Litigation

Bill Targets Lawsuits Meant To Chill Speech

Running up litigation expenses has become an effective way to bludgeon opponents

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Recently, Senator Jon Kyl (R-AR) introduced a new federal anti-SLAPP bill called the Free Speech Act of 2012. While the bill doesn't go nearly far enough, EFF is encouraged to see that Congress is showing renewed interested in passing legislation to prevent so called "Strategic Lawsuits Against Public Participation" (SLAPP) that attempt to censor and chill First Amendment protected speech.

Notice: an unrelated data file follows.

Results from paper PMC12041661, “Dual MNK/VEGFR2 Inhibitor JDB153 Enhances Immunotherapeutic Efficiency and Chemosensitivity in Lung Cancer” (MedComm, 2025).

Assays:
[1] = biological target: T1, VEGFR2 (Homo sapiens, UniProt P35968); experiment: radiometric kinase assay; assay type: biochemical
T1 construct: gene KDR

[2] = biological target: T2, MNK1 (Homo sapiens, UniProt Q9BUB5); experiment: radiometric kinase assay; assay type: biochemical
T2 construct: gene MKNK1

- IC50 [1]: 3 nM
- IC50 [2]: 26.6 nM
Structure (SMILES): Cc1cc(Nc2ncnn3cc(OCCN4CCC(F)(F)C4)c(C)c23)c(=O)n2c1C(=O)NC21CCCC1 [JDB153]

Anti-SLAPP laws are intended to stop defamation lawsuits—frequently filed by plaintiffs with deep pockets—that have little to no chance of winning, yet are aimed at pressuring the target into settling for fear of expensive litigation. Generally, the laws allow defendants who are engaged in clearly protected speech to dismiss these lawsuits early on—and in some cases, force the plaintiff to pay legal costs if the suit is frivolous—hopefully discouraging litigants from ever filing them in the first place.